3. I felt extremely safe in Berlin.
4. The people are very healthy and fit.
5. The people remember Germany's past but strive to build a better future.

Things I learned in Paris:

1. 'Paris' is an American thing made up by Hollywood and artists.
2. Never sit by yourself if you don't want a gross, creepy, and/or old man to bother you.
3. The Eiffel Tower, Arch de Triomphe, and Notre Dame are breathe taking and photos do not do them justice.
4. Orly airport is probably the least efficient airport in the whole EU.
5. The French are friendly. Sometimes too friendly.
6. Always wear closed toe shoes. Paris is filthy.
7. Everyone, including the pigeons, are extremely skinny.
8. Anything with cream, chocolate, sugar or carbs should be indulged.

Things I learned in Madrid:

1. Madrid is a mecca of Art and Nature.
2. Maybe the cleanest city I've been to.
3. Bull fighting is illegal.
4. The food has no spiciness at all.
5. American Tapas= FAIL!
6. The least expensive metro in the EU. (€1.50/ ticket)
7. There are a large amount of Fanta flavors.
8. Personal bubbles are very small and rarely respected.
9. Seafood and Pork are very popular. 
10. Most seen chain restaurant? Museo de Jamon (Museum of Ham!)

Things I learned in London:

1. Coldest weather, warmest people.
2. Best fashion I saw on my trip.
3. Cadbury Milk Chocolate is the best.
4. Easiest and most efficient Underground system.
5. 85% of young, eligible young men = GORGEOUS!
6. Not everyone with a British accent is exactly a scholar.
7. The British are very patriotic. The Queen and the Union Jack are plaster on everything.
8. A pretty chubby country. I fit in well.
9. I need to live here.

Now time for some self reflection. This means YOU America!!!

Things I learned about America:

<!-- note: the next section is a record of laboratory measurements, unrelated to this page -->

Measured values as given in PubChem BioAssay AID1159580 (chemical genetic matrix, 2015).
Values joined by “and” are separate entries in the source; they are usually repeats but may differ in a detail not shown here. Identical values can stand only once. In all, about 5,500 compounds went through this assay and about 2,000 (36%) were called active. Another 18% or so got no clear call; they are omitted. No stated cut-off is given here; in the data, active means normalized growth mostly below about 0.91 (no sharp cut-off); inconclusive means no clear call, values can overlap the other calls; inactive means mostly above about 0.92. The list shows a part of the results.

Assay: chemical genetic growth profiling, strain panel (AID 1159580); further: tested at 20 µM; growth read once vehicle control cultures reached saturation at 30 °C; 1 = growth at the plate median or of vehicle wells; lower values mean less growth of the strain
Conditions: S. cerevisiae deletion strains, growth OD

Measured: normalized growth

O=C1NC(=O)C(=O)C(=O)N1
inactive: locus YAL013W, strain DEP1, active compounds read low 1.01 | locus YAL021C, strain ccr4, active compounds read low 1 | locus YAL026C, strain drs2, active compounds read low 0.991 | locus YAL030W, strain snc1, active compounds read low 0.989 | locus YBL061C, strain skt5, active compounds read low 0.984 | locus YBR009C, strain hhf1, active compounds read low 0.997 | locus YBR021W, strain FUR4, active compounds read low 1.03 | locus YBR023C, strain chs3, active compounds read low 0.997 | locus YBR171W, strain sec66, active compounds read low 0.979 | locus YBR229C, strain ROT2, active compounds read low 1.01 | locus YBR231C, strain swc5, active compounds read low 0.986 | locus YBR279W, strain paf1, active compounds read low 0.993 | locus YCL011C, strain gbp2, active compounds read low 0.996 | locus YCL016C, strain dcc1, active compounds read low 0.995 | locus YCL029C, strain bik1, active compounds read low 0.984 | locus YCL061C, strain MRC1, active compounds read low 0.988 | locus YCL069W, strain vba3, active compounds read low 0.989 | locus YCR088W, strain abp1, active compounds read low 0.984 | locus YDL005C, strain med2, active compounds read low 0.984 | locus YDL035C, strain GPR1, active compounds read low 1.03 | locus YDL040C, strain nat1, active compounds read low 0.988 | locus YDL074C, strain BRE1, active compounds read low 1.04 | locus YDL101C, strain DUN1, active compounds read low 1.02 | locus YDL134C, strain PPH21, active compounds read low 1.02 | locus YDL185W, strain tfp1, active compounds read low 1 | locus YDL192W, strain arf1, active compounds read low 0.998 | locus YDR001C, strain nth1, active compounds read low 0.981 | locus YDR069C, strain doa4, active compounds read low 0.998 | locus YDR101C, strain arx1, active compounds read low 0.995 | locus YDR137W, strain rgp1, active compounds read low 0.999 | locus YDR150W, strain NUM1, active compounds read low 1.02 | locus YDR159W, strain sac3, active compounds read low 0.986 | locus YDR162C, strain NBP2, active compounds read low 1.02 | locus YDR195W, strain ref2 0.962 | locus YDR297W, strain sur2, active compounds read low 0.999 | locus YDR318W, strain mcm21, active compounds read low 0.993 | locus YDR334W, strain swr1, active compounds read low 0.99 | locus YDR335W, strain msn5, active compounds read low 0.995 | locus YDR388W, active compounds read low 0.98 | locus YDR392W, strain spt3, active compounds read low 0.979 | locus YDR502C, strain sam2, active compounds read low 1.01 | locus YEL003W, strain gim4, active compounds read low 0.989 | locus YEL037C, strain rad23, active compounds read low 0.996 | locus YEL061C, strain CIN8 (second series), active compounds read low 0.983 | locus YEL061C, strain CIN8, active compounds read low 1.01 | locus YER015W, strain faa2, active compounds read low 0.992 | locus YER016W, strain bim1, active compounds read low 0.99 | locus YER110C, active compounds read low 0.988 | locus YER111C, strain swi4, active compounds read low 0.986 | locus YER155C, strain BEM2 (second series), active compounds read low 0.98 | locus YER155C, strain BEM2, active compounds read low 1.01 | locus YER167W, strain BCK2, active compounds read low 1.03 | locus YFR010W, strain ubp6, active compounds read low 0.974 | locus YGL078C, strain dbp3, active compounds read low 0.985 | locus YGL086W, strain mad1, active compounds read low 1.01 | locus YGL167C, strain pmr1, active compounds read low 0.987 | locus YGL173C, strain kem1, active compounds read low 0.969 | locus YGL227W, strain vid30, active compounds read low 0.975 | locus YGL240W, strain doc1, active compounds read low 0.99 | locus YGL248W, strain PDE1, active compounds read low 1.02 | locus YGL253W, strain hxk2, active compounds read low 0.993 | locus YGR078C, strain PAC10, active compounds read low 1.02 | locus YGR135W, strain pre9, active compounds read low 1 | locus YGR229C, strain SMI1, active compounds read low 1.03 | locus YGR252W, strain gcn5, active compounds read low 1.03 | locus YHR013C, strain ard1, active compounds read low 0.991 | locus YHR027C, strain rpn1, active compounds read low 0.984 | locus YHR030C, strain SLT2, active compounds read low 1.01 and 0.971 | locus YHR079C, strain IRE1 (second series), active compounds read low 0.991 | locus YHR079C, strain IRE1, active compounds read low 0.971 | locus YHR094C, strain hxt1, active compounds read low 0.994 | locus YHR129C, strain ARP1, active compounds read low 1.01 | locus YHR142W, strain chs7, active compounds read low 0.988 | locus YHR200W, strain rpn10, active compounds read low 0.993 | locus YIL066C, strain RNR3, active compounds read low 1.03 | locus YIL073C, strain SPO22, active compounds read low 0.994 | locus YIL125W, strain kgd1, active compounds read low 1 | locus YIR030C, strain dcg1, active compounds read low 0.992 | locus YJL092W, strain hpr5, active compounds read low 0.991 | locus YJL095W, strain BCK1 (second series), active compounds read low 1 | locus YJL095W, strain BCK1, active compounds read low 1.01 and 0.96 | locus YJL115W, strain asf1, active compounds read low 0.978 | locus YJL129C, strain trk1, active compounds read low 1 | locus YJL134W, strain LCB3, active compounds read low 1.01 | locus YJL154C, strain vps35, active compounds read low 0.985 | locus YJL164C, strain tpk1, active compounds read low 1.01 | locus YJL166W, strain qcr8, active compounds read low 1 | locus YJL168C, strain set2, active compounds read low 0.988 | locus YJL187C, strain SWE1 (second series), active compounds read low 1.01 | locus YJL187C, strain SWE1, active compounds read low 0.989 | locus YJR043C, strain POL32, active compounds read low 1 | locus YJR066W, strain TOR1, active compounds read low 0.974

1. We have access to lots of excess resources and luxuries.
2. We are stupid for not using the metric system.
3. The 12 hr clock is actually very confusing. 7am or 7pm? How about 7:00 or 19:00?
4. We need to learn more than one language.
5. Our personal bubbles are large and respected.
6. We are a generally happy and carefree society.
7. Our airport security is extremely thorough.
8. Our chocolate sucks.
9. We have a very short history.
10. We are a very young country and we still have lots to learn.

Now for some personal reflection. These are things that I learned about myself. They might seem trivial, vain or mushy but they are things that I was struggling with before I left.

Things I learned about myself:

1. I am independent.
2. I am confident.
3. I am unique.
4. I am a beautiful person and should appreciate my health.
5. I will be ok.
6. I want to travel more.
7. There are more important things in life than material things.
8. I rely on prayer more than I realized. And it works.
9. I believe in my religion although I am frustrated by some of my fellow members.
10. I want to learn more languages.
11. I have a large support system in my life.

12. I miss American culture but still respect, admire, and appreciate others'.
13. There is value in myself and my skills.
14. I really love (and missed) Mexican food.